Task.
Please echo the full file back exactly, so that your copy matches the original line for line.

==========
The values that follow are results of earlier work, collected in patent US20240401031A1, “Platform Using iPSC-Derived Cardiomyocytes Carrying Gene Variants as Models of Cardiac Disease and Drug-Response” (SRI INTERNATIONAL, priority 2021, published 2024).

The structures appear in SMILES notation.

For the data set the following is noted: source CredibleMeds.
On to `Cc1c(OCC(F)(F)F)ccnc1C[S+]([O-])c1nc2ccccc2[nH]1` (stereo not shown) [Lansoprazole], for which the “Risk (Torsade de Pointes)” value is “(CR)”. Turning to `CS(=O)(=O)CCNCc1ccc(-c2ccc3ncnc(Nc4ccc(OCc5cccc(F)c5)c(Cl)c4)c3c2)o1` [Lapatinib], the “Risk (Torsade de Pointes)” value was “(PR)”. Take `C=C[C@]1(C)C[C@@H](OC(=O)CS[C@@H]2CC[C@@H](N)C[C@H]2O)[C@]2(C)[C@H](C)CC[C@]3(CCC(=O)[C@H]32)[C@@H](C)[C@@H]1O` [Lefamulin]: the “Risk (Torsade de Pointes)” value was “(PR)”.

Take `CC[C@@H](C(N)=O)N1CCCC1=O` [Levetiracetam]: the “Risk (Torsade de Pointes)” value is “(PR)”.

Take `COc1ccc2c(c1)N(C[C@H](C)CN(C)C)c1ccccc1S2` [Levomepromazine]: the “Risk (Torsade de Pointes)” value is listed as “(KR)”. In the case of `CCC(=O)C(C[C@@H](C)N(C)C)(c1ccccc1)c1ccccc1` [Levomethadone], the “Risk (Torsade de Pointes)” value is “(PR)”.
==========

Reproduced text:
The values that follow are results of earlier work, collected in patent US20240401031A1, “Platform Using iPSC-Derived Cardiomyocytes Carrying Gene Variants as Models of Cardiac Disease and Drug-Response” (SRI INTERNATIONAL, priority 2021, published 2024).

The structures appear in SMILES notation.

For the data set the following is noted: source CredibleMeds.
On to `Cc1c(OCC(F)(F)F)ccnc1C[S+]([O-])c1nc2ccccc2[nH]1` (stereo not shown) [Lansoprazole], for which the “Risk (Torsade de Pointes)” value is “(CR)”. Turning to `CS(=O)(=O)CCNCc1ccc(-c2ccc3ncnc(Nc4ccc(OCc5cccc(F)c5)c(Cl)c4)c3c2)o1` [Lapatinib], the “Risk (Torsade de Pointes)” value was “(PR)”. Take `C=C[C@]1(C)C[C@@H](OC(=O)CS[C@@H]2CC[C@@H](N)C[C@H]2O)[C@]2(C)[C@H](C)CC[C@]3(CCC(=O)[C@H]32)[C@@H](C)[C@@H]1O` [Lefamulin]: the “Risk (Torsade de Pointes)” value was “(PR)”.

Take `CC[C@@H](C(N)=O)N1CCCC1=O` [Levetiracetam]: the “Risk (Torsade de Pointes)” value is “(PR)”.

Take `COc1ccc2c(c1)N(C[C@H](C)CN(C)C)c1ccccc1S2` [Levomepromazine]: the “Risk (Torsade de Pointes)” value is listed as “(KR)”. In the case of `CCC(=O)C(C[C@@H](C)N(C)C)(c1ccccc1)c1ccccc1` [Levomethadone], the “Risk (Torsade de Pointes)” value is “(PR)”.